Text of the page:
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A Guide to the Best of Southern California : FOR KIDS : The Big Trains That Could

November 04, 1990|LORETTA K. PARAGUASSU

ALEX FREIER doesn't use nails. The master cabinetmaker of Laguna Niguel carefully dowels and dovetails pieces of wood before they are glued and machine-screwed together. The result, his toy box trucks meticulously constructed of pine, oak and koa, are so well-built that many of the vehicles are purchased by adults--for themselves. In fact, Freier says, a Hollywood dentist had him substitute doors on the side of a truck for a top lid to convert it to a television and video cabinet. One woman had her truck cedar-lined so that she could use it as a hope chest.

But once children do get their hands on the wooden vehicles, parents can relax: The safety-spring latch on the lid has to be pushed opened and closed; it can't smash small fingers or hurt heads. Although the boxes are not airtight to begin with, Freier builds in additional peace of mind by putting two dowel-size holes on the bottom of the box.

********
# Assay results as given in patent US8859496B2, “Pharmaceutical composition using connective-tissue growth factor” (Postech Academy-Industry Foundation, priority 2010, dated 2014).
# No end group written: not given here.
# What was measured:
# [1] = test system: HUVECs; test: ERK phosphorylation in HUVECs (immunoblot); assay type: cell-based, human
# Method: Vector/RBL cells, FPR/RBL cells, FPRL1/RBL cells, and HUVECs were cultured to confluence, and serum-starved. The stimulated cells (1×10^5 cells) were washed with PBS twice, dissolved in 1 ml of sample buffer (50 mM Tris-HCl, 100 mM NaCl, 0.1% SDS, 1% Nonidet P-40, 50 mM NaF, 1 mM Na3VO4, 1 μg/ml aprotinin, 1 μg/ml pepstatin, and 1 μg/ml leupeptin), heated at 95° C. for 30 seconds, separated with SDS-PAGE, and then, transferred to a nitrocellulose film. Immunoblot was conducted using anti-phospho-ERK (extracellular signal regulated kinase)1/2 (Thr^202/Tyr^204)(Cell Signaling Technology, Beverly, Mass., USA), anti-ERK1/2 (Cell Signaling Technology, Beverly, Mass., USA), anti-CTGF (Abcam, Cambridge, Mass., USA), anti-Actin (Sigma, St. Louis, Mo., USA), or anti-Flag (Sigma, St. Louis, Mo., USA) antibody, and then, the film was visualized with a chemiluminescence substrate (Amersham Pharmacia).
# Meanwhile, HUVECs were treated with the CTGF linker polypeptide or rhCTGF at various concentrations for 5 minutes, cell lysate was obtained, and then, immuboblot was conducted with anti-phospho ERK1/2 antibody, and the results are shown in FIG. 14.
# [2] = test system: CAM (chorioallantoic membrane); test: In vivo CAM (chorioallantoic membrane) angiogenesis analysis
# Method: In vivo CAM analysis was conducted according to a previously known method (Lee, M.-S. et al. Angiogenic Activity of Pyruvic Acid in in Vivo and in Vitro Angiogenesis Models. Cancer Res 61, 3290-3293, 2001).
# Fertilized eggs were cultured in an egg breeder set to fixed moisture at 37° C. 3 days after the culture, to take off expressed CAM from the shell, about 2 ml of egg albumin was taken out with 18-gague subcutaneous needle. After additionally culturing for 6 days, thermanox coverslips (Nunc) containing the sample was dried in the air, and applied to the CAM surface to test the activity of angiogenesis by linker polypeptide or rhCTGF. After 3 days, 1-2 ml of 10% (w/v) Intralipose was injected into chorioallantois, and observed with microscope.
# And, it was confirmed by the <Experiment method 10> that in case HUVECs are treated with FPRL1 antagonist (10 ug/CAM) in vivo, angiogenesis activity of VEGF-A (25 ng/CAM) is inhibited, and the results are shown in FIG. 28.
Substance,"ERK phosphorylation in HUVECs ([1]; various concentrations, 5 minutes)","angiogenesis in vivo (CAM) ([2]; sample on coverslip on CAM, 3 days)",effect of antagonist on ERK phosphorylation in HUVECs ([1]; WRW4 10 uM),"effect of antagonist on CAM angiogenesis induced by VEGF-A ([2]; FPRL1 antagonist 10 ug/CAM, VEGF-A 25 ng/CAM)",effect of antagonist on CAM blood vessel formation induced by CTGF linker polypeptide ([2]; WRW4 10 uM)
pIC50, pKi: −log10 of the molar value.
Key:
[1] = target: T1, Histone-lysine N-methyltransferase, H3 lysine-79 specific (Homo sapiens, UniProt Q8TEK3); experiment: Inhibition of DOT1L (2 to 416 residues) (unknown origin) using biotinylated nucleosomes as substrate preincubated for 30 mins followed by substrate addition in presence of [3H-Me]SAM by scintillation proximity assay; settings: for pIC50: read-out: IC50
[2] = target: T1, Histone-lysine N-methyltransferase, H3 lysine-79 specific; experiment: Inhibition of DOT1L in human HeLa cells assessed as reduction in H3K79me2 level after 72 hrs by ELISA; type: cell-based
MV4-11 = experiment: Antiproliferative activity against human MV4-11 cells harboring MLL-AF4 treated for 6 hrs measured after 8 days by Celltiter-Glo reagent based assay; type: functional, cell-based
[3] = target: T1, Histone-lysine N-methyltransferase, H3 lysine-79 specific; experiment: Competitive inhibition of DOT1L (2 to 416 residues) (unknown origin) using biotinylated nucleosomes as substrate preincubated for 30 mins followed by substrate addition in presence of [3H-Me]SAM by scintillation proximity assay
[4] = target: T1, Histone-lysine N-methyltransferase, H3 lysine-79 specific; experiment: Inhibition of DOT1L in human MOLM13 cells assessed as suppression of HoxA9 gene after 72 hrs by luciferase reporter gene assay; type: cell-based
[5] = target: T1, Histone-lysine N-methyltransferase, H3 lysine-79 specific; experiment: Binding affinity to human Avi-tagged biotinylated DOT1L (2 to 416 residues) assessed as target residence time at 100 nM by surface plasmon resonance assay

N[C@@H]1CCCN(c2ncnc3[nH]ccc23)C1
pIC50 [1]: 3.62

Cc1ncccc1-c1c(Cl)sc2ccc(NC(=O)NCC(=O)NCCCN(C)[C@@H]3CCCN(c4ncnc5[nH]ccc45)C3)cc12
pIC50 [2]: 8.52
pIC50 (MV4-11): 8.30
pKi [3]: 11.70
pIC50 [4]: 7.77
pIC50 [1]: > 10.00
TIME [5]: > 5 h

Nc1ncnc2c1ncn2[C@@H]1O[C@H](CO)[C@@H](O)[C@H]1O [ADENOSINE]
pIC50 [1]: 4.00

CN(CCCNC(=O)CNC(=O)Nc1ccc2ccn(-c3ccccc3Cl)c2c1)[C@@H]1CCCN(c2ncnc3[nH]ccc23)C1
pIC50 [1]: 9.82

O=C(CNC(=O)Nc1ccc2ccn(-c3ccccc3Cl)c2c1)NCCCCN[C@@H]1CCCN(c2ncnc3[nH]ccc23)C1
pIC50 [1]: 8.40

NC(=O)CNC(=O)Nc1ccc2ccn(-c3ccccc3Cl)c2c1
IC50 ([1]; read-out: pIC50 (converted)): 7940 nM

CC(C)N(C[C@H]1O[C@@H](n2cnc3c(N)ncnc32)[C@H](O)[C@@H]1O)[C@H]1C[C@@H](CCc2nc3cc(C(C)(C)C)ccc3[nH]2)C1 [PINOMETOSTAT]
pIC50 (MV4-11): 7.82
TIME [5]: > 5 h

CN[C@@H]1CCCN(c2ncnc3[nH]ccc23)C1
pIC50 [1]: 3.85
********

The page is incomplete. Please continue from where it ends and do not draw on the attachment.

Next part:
The cargo trucks, destined to be future heirlooms, come in four sizes, from a three-foot-long version ($145) to the eight-footer ($750). If a simple truck won't do, Freier can produce dump trucks, and he has a crane on the drawing board that will feature weights to teach children the art of balancing. He also is working on a motorcycle with a sidecar--that rocks like a rocking horse.

The masterpiece of Freier's California Woodies line--a weighty, 10-foot, old-fashioned Western locomotive ($2,000)--includes a coal caboose with a compartment to stash toys in. It has a complex mechanism of working parts and wheels and seats four children. No matter that it takes three adults to lift it.

California Woodies; (714) 495-8034.

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